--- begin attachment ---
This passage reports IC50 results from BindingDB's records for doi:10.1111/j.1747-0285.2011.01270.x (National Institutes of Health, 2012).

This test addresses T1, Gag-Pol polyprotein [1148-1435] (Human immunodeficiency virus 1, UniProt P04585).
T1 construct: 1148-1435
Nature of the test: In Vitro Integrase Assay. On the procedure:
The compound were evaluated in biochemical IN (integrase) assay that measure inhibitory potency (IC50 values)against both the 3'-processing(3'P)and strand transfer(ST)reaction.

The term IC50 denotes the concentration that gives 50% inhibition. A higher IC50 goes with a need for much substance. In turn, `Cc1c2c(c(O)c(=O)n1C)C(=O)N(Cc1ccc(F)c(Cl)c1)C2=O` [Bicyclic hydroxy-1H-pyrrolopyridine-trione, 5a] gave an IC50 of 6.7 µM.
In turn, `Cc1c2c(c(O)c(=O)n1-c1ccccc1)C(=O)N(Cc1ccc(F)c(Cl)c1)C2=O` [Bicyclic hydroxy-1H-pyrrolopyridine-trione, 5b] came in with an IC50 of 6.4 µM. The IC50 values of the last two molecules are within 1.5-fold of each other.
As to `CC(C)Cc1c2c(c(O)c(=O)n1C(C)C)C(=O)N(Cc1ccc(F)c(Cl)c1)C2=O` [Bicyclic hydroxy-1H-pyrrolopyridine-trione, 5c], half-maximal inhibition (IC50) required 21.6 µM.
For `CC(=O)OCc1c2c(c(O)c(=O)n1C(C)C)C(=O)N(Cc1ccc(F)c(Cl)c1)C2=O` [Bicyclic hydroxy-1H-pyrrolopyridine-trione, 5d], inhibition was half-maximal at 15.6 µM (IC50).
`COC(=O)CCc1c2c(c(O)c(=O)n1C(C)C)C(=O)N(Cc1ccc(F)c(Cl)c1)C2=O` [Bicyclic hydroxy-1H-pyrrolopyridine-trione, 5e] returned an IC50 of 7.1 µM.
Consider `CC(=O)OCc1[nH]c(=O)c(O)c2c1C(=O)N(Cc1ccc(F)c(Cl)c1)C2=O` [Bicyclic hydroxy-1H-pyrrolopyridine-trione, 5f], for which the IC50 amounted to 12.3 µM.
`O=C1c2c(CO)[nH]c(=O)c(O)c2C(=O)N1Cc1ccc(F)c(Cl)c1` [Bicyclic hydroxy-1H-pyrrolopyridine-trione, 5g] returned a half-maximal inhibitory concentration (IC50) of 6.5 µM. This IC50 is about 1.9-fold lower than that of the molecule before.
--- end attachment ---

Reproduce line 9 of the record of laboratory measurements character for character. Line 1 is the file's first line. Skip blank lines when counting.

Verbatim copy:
For `CC(=O)OCc1c2c(c(O)c(=O)n1C(C)C)C(=O)N(Cc1ccc(F)c(Cl)c1)C2=O` [Bicyclic hydroxy-1H-pyrrolopyridine-trione, 5d], inhibition was half-maximal at 15.6 µM (IC50).